Timperley Pop Up Cycle
The removal of the pop-up lane is to be reviewed, according to Trafford Council

Row breaks out over Trafford cycle lane move

Sarah Townsend

The council removed a pop-up bike lane from Ashfield Road in Sale this week only 48 hours after it had been installed, sparking outrage among local cyclists and others seeking to avoid public transport.

Other commentators backed Trafford Council’s decision, blaming the pop-up cycle lane for increased traffic congestion on the borough’s main roads now more people are commuting to work as lockdown eases.

The council installed the extension to the seven-mile cycle lane along the A56 at the weekend. The temporary lane sits on a southerly stretch of the road travelling into Timperley.

The move was part of wider efforts by Greater Manchester local authorities to safeguard health and wellbeing by making it easier for people to travel without using public transport.

Many of the cycle lanes being installed across the conurbation are intended to become permanent, as part of Greater Manchester’s drive to promote greener, sustainable modes of transport.

However, Trafford has now pulled the extension back to Sale town centre and removed the Timperley link. Cllr Andrew Western, leader of Trafford Council, tweeted yesterday: “Today we have moved the A56 pop-up cycle lane back from Ashfield Road in Sale to the junction of Dane Road to help traffic flow.”

The move was to be reviewed within the next 24 hours, the council added.

Many criticised the decision on Twitter, leading to a heated online debate yesterday and last night.

“Are you [Trafford Council] aware this is directly contradicting the mandate that the transport secretary reiterated today?” one commentator tweeted, referring to Grant Shapps’ call to local authorities to “reprioritise road space use” in favour of cyclists.

Another said: “And so ends Trafford’s lip service to health and the environment. Absolutely pathetic excuse for a council.”

Another tweeted: “Really bad decision in direct contravention of govt guidance. The best way to “help traffic flow” is to enable as many as possible to travel car-free.”

That person was backed by another critic who wrote: “The whole point is to make driving a less attractive option and therefore to make more people consider other modes of transport….”

 

One commentator noted: “In the middle of a respiratory pandemic, you’re facilitating the particulate pollution that increases the susceptibility of vulnerable lungs to the virus.”

However, others countered such arguments. “The pollution [is from] the cars sat in traffic because they can’t move because of an empty cycle lane,” one said.

Another wrote: “There is no need [for] these pop-up cycle lanes anyway. I don’t see anyone using them when I go to work and come back daily.”

Another agreed: “This needs more thought. This morning an ambulance got stuck in Stretford as the first lane was blocked off! On my journey into Manchester this morning I saw one cyclist and he was on the pavement.”

Manchester City Council also came under fire this month for failing to include the provision of temporary cycle lanes  in its part of the Greater Manchester Combined Authority’s £21.5m bid to the Government’s £250m Emergency Active Travel Fund, intended to fund alternative transport measures during the pandemic.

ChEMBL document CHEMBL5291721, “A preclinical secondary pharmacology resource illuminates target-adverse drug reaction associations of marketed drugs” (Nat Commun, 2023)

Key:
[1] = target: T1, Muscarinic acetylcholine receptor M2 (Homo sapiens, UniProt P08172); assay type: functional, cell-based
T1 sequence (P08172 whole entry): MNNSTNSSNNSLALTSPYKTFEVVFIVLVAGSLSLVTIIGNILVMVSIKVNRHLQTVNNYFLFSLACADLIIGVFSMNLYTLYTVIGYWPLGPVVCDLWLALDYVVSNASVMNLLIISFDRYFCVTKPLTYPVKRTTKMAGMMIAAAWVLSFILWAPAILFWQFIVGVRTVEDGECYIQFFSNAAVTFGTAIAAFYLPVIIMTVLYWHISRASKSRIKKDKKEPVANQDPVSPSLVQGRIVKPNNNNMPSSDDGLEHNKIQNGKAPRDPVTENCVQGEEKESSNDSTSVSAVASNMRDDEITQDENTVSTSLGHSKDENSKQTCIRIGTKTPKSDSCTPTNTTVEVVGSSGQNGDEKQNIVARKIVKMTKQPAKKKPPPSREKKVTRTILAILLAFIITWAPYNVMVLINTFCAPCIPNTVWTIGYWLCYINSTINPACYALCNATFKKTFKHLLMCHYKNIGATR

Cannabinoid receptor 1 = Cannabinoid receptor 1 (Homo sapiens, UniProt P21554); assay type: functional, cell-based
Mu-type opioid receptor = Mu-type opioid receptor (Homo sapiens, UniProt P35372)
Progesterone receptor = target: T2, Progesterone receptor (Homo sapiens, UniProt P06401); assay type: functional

The city council contributed a £600,000 bid towards the application. But, unlike other authorities, it did not propose the installation of pop-up cycle lanes, leaving a five-mile gap in cycling provision across the the conurbation.

Greater Manchester Mayor Andy Burnham asked the public for patience and said the bid “is not the finished article and we need to balance road space with other users”.

Timperley Sale Pop Up Cycling 2

Many people complained about congestion on the A56

 

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Even with three lanes of cars the A56 is still congested (this morning has proved that). Doesn’t matter how many lanes you give to cars, it’ll always end up congested (research “induced demand” to find out more). A new approach is needed, one which priortises clean, space-efficient transport such as bikes over cars, which take up so much room on the road that they cause congestion and prohibit emergency vehicles getting through, not to mention the pollution. This pandering to the motorist lobby will only cause more pollution and misery for the 60% of people in Manchester who don’t have a car – what are they supposed to do?

By Anonymous

I am not able to use any other means of transport other than a car to my place of work as I commute from Sandbach and need to visit construction sites during the day. What has normally been a 10 minute journey down A56 took 30 minutes with the cycle lane in place and I saw 3 cyclists. Standing traffic like this is not good for the environment or people walking/cycling. The footpath is wide enough surely this can be adequately sectioned in to two lanes for cycling and walking with out the disruption.

By Anonymous

Huge congestion on the Chester road at 10 am it’s sheer madness .I ever saw one cyclists .

By Madeline Cadman

Anyone who knows the Altrincham line knows that in the era of social distancing we need an alternative. The canal towpath is a victim of its own success and is too busy. These cycle lanes provided a real alternative for people travelling, which is important given the low levels of car ownership in some areas.

This really humanised the grim stretch through sale, now it’s back to HGVs beside your ear hole as you walk past. Nice.

By Commuters